3) In New York City – Continuing the ghostly theme, don’t pass up the chance to take a tour of lower Manhattan with Dead Apple Tours! Drew will drive you around town in a classic hearse sharing tales of New York City’s residents who are no longer with us and the visitors that expired in the Big Apple during their stays. Beware if you mind being stared at however, it’s amusing the looks you receive being carted around in a hearse during the middle of the day in a place like New York City.

4) In Ireland – What could be better than a pub crawl, isn’t this the place they were invented? If not, it probably should have been. See if you can hit all 13 of these pubs and still make your flight home. Certainly, it’s what I intend to do should I find myself on the Emerald Isle with nothing else on my agenda but time!

5) In Michigan – Detroit may have a bad rap, but beyond the surface you’ll find a wealth of culture and history in Michigan that’s worth examining. Should you find yourself in the SE portion of the Great Lakes State I recommend heading to Dearborn and entrenching yourself at The Henry Ford. During the winter months, this indoor playground boats a IMAX theater as well as the largest and most interesting collection of historical artifacts I’ve ever come across in America outside the Smithsonian. In the summer months, Greenfield Village is a playground of a different sort for kids and adults alike. As if those weren’t enough, step inside the auto industry and take a Ford Rouge Factory Tour – it’s a peek into the auto industry that will open your eyes and definitely entertain if you have any interest in cars or automotive history!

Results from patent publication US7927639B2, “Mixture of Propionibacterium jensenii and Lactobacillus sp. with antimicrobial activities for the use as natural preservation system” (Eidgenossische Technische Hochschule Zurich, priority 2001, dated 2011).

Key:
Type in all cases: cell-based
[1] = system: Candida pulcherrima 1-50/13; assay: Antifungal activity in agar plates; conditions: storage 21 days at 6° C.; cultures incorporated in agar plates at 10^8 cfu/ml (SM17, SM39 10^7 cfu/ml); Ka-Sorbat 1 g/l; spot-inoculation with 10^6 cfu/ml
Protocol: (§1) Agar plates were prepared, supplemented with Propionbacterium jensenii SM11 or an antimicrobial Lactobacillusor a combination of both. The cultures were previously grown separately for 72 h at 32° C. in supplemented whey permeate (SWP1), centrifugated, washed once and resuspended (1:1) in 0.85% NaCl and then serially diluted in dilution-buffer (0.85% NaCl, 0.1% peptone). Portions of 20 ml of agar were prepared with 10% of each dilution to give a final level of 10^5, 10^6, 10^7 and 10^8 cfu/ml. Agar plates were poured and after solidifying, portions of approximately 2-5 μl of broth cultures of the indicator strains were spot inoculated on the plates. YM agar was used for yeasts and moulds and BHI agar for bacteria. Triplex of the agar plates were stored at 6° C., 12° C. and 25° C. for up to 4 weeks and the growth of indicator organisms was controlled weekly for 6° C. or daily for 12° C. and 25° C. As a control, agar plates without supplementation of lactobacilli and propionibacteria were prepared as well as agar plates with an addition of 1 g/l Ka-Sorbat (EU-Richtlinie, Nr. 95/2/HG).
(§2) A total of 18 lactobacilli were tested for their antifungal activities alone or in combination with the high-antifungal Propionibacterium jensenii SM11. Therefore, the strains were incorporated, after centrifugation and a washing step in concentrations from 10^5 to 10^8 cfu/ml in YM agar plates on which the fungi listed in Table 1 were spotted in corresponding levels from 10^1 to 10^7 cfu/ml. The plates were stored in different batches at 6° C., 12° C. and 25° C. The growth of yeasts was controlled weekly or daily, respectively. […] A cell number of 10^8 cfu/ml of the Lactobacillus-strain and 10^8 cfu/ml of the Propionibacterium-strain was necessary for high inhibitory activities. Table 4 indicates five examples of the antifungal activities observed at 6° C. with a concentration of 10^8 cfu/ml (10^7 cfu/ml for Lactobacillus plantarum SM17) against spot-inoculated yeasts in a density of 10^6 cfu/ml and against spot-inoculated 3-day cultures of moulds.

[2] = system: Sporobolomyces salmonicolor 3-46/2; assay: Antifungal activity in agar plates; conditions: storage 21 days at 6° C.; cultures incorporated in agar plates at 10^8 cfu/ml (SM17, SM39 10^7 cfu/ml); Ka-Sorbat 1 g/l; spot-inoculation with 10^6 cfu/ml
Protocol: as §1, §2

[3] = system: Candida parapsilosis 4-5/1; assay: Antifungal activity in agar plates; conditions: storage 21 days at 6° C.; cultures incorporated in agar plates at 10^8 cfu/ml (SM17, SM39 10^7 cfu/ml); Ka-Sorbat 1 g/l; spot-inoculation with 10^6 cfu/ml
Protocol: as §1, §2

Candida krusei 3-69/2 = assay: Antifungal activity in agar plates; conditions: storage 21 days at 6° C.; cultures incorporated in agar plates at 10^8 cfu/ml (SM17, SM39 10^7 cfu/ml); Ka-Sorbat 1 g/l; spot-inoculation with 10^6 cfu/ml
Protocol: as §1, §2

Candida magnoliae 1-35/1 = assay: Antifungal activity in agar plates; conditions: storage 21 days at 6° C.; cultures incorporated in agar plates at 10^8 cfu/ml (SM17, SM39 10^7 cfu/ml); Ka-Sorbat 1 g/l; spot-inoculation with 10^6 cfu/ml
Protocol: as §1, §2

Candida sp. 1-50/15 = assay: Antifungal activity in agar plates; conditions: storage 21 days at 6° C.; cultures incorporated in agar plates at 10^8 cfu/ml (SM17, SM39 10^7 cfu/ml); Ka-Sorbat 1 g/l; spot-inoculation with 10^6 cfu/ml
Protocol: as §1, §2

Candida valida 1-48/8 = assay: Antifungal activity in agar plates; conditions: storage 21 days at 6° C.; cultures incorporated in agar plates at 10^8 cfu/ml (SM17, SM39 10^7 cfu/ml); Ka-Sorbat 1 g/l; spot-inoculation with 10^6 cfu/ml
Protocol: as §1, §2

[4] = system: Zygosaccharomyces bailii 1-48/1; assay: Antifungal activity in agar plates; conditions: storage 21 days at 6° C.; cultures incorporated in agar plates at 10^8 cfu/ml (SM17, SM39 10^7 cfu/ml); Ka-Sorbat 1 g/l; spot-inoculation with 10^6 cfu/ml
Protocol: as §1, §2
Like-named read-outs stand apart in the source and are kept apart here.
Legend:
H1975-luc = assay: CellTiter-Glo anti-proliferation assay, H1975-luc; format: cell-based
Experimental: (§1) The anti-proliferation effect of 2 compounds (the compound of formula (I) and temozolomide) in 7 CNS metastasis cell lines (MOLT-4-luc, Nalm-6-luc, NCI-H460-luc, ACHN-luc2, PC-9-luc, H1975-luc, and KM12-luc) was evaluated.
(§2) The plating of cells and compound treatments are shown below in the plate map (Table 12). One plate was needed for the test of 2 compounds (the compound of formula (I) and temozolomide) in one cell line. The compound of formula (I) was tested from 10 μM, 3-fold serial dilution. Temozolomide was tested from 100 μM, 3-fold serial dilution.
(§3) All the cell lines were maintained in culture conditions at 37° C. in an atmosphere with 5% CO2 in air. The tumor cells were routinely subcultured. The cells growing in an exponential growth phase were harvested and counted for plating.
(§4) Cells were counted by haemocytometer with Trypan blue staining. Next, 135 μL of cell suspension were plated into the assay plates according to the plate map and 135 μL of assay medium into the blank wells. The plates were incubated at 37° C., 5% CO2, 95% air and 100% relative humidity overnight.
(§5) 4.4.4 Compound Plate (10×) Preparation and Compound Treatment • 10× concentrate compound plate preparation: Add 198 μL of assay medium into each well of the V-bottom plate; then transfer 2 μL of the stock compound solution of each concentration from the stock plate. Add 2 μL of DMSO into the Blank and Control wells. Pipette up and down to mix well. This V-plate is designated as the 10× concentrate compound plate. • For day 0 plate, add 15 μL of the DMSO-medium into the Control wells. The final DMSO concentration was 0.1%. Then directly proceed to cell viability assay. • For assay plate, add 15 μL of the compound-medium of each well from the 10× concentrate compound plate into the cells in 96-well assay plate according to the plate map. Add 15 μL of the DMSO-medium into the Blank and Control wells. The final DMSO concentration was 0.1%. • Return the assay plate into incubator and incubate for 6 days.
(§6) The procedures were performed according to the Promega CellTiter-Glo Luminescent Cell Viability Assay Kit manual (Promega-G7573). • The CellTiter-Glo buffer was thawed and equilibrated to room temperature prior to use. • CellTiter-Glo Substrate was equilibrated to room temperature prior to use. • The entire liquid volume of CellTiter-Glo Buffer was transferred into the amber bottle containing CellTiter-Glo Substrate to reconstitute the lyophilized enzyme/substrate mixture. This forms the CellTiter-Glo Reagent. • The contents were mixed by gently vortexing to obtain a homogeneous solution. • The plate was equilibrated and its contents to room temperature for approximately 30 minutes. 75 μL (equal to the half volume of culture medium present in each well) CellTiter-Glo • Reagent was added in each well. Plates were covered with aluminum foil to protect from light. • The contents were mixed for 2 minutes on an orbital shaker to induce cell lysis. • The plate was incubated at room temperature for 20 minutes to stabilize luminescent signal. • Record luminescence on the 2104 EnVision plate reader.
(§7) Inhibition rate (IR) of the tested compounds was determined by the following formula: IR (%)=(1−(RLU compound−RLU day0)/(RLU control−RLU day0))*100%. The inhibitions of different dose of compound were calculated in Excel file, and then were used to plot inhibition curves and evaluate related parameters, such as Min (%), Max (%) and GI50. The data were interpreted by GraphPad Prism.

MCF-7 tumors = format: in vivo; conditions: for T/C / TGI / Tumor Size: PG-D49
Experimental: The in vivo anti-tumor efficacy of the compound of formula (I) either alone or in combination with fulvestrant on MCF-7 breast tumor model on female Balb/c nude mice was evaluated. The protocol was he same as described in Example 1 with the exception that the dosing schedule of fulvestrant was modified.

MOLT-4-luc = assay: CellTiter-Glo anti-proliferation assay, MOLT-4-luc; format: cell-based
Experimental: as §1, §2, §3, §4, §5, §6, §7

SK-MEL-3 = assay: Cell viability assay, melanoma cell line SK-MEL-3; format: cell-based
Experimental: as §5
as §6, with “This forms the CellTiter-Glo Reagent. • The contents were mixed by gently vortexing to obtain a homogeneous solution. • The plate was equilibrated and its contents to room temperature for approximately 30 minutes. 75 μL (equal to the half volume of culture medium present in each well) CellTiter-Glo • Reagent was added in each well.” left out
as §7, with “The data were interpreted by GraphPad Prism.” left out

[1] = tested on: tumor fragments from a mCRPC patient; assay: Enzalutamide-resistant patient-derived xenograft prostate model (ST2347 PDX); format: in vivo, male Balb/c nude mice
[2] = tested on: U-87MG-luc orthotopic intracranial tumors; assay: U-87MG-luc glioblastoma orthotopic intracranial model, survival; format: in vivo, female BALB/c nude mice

This week’s header image is of Luchador Masks for sale in Playa Del Carmen, Mexico.

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The Real Mexico

I often find myself pondering the “real” in life in this age of instant gratification and digital everything. As a photographer, I still find myself thinking that shooting on film is real while all these digital images we take are, well – less real. I learned to be a photographer by using 35mm film and developing it myself in a darkroom. When I encounter younger photographers who have never shot on a roll of film, I cry inwardly. I curse technology. Of course I try not to judge, as I happen to be in love with some of technology’s accomplishments like the “Hipstamatic” app on my iPhone.

A similar same mindset applies to my travels. I’m always searching for the path that is now [or has always been] least traveled, older, more authentic.